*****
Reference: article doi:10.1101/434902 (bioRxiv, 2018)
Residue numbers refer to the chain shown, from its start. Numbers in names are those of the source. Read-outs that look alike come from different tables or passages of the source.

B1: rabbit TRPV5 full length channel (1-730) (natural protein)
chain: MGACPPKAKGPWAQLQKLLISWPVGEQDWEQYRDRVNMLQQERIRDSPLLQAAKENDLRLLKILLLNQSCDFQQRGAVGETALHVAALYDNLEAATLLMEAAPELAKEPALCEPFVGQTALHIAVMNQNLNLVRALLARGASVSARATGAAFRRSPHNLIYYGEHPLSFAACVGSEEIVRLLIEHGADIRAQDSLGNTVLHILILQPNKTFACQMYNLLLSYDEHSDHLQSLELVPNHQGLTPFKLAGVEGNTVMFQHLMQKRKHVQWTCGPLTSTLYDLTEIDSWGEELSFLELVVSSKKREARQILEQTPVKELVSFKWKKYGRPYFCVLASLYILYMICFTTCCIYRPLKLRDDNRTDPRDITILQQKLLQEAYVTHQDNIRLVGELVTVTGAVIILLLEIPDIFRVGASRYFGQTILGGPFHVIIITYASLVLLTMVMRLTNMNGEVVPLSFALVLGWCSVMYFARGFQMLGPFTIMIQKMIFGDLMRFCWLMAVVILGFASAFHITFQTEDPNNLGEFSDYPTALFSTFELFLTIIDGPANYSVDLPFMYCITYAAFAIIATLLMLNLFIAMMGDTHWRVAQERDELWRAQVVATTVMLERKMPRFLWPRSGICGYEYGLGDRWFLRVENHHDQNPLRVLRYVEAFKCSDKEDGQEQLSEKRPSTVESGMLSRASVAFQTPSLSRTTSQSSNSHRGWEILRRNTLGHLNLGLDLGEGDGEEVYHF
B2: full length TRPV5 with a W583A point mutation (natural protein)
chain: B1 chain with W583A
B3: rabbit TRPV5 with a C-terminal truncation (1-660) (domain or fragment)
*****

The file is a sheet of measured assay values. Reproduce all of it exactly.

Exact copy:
Reference: article doi:10.1101/434902 (bioRxiv, 2018)
Residue numbers refer to the chain shown, from its start. Numbers in names are those of the source. Read-outs that look alike come from different tables or passages of the source.

B1: rabbit TRPV5 full length channel (1-730) (natural protein)
chain: MGACPPKAKGPWAQLQKLLISWPVGEQDWEQYRDRVNMLQQERIRDSPLLQAAKENDLRLLKILLLNQSCDFQQRGAVGETALHVAALYDNLEAATLLMEAAPELAKEPALCEPFVGQTALHIAVMNQNLNLVRALLARGASVSARATGAAFRRSPHNLIYYGEHPLSFAACVGSEEIVRLLIEHGADIRAQDSLGNTVLHILILQPNKTFACQMYNLLLSYDEHSDHLQSLELVPNHQGLTPFKLAGVEGNTVMFQHLMQKRKHVQWTCGPLTSTLYDLTEIDSWGEELSFLELVVSSKKREARQILEQTPVKELVSFKWKKYGRPYFCVLASLYILYMICFTTCCIYRPLKLRDDNRTDPRDITILQQKLLQEAYVTHQDNIRLVGELVTVTGAVIILLLEIPDIFRVGASRYFGQTILGGPFHVIIITYASLVLLTMVMRLTNMNGEVVPLSFALVLGWCSVMYFARGFQMLGPFTIMIQKMIFGDLMRFCWLMAVVILGFASAFHITFQTEDPNNLGEFSDYPTALFSTFELFLTIIDGPANYSVDLPFMYCITYAAFAIIATLLMLNLFIAMMGDTHWRVAQERDELWRAQVVATTVMLERKMPRFLWPRSGICGYEYGLGDRWFLRVENHHDQNPLRVLRYVEAFKCSDKEDGQEQLSEKRPSTVESGMLSRASVAFQTPSLSRTTSQSSNSHRGWEILRRNTLGHLNLGLDLGEGDGEEVYHF
B2: full length TRPV5 with a W583A point mutation (natural protein)
chain: B1 chain with W583A
B3: rabbit TRPV5 with a C-terminal truncation (1-660) (domain or fragment)